McIlroy: 'These two-day weeks aren't...that good for me'
(Getty Images photo)
DUBLIN, Ohio - Rory McIlroy hasn't lost his sense of humor, even if he has momentarily lost his golf game.
After the shocking development of consecutive missed cuts, the reigning U.S. Open champion has slipped behind Luke Donald to No. 2 in the world. As a result of his recent poor play, he not only is entered in this week's Memorial Tournament, but also has added next week's FedEx St. Jude Classic before embarking for San Francisco and defense of his Open title at Olympic Club.
McIlroy, 23, of Northern Ireland, is among seven of the top 10 players in the world competing in the 37th Memorial that begins Thursday at Jack Nicklaus' Muirfield Village GC. The field also includes Donald, four-time winner Tiger Woods and 2011 winner Steve Stricker.
"I just feel like I need some rounds. These two-day weeks aren't really that good for me, so I just want to get some competitive rounds in," McIlroy, drawing laughs, said Wednesday when asked about his detour to Memphis next week. "I'm working on a few things, and I feel trying to put them into competition will be the best way for me to prepare going into the U.S. Open."
Asked when he will arrive at Olympic Club, McIlroy replied, with a sheepish grin, "I'm planning on getting there on Sunday night. Do you know what I mean?"
McIlroy, who finished fifth at last year's Memorial, picked an untimely stretch for poor play, missing the cut in consecutive big events -- at The Players in Ponte Vedra Beach, Fla., and the BMW Championship at Wentworth in England.
Earlier this year, McIlroy's game looked as good as ever as he opened his U.S. schedule with three straight top-3 finishes, including a victory in the Honda Classic. But his game hasn't been the same since then, including a disappointing Masters where he ended up T-40.
"Everyone goes through this, where they just don't feel that comfortable with their game," he conceded, noting that he also is trying to find some equilibrium between his professional and personal life. Both keep him busy and traveling; McIlroy is dating one of the world's top women tennis players, Caroline Wozniacki.
To regain some measure of comfort and familiarity with his vaunted swing, one of golf's most impeccable, McIlroy has been getting reacquainted with the practice tee. He and swing coach Michael Bannon stormed the range at Wentworth, mining the dirt there for six hours, and Bannon has accompanied McIlroy to Muirfield Village.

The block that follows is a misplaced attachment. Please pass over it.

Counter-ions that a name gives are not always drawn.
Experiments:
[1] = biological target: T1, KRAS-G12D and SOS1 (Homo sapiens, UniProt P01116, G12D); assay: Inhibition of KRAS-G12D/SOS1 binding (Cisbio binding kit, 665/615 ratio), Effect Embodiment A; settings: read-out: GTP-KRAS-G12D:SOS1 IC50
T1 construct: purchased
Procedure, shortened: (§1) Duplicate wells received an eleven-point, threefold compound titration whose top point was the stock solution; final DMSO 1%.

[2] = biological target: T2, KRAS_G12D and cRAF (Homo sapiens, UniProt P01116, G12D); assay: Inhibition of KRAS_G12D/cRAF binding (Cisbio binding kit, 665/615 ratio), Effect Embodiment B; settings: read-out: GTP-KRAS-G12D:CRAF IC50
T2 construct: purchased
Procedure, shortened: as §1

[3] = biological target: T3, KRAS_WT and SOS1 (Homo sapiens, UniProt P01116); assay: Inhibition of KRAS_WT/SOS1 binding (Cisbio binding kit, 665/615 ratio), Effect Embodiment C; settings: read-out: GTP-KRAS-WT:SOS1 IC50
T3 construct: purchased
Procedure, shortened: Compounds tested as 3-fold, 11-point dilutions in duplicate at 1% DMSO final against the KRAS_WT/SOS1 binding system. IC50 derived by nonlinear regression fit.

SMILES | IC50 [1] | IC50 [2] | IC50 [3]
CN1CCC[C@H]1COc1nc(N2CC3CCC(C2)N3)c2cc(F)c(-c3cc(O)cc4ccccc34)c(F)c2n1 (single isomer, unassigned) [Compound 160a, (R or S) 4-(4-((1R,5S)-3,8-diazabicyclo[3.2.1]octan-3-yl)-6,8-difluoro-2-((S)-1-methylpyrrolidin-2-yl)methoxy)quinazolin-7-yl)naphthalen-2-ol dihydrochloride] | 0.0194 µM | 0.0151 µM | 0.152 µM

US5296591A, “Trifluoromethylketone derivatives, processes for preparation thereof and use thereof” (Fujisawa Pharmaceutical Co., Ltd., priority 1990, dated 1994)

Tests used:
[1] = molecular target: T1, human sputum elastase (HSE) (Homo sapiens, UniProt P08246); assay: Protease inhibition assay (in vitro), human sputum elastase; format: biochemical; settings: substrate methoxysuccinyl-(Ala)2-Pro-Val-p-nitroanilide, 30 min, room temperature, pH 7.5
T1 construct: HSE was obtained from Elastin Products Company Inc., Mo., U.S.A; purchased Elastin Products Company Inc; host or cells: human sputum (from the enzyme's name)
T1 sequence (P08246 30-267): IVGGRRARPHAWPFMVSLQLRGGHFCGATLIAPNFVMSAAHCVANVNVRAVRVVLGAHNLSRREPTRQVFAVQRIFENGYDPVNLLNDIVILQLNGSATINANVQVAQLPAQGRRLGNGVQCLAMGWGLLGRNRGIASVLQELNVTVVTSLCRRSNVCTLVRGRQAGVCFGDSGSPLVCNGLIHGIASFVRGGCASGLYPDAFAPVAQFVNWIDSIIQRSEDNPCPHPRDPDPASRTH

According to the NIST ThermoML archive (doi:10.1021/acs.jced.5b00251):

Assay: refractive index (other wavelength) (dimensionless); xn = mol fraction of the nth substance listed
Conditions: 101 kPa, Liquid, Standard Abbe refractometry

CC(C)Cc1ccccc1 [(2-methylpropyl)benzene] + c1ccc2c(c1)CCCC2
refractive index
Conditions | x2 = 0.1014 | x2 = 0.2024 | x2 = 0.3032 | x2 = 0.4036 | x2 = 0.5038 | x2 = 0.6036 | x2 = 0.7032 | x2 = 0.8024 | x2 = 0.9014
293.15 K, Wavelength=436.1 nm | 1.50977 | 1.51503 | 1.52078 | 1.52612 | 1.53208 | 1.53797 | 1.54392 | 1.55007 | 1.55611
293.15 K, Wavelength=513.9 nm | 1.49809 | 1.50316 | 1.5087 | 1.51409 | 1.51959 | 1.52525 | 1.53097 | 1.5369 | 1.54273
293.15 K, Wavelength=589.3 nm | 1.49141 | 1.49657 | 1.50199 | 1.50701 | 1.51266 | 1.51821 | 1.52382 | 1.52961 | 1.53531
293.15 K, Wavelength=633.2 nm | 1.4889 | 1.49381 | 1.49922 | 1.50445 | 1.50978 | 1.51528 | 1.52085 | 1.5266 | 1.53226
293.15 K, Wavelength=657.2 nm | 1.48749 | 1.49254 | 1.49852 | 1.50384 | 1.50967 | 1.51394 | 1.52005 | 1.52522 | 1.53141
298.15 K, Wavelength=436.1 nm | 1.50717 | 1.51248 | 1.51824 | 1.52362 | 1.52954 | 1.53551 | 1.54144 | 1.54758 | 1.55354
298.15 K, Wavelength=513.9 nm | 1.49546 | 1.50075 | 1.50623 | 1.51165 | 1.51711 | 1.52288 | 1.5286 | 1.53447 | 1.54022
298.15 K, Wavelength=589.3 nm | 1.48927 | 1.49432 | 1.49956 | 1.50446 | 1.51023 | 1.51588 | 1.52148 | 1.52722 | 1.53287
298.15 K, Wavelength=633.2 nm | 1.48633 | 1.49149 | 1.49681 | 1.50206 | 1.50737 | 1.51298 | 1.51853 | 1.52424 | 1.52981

"We've done some good work, identified a few things in my swing that we just need to look at," McIlroy said. "You know, when you've went on a run where you've hardly finished outside the top five and then all of a sudden two missed cuts, it's more of a shock than anything else, just a little bit surprising, and it's something I haven't really had to deal with in a while, and I just have to knuckle down and figure it out and get back to the way I was at the start of the year."
Donald, who has risen to No. 1 in the world for a fourth time, said he can understand how a player as talented as McIlroy can hit a rut. It happens. It's golf.
"I think Rory talked about it, that he maybe took his eye off the ball," said Donald, who regained the No. 1 slot by defending his title at Wentworth. "I remember when I was 23 and had an attractive girlfriend, I would take my eye off the ball sometimes, as well. You can't blame the kid. But he's obviously realized that, and it looks like he's trying to focus on practicing a little bit harder and getting back to what he does.
"It's a tough game, this game. ... It's a fickle game, and it's tough. You've just got to work through it."
-- Dave Shedloski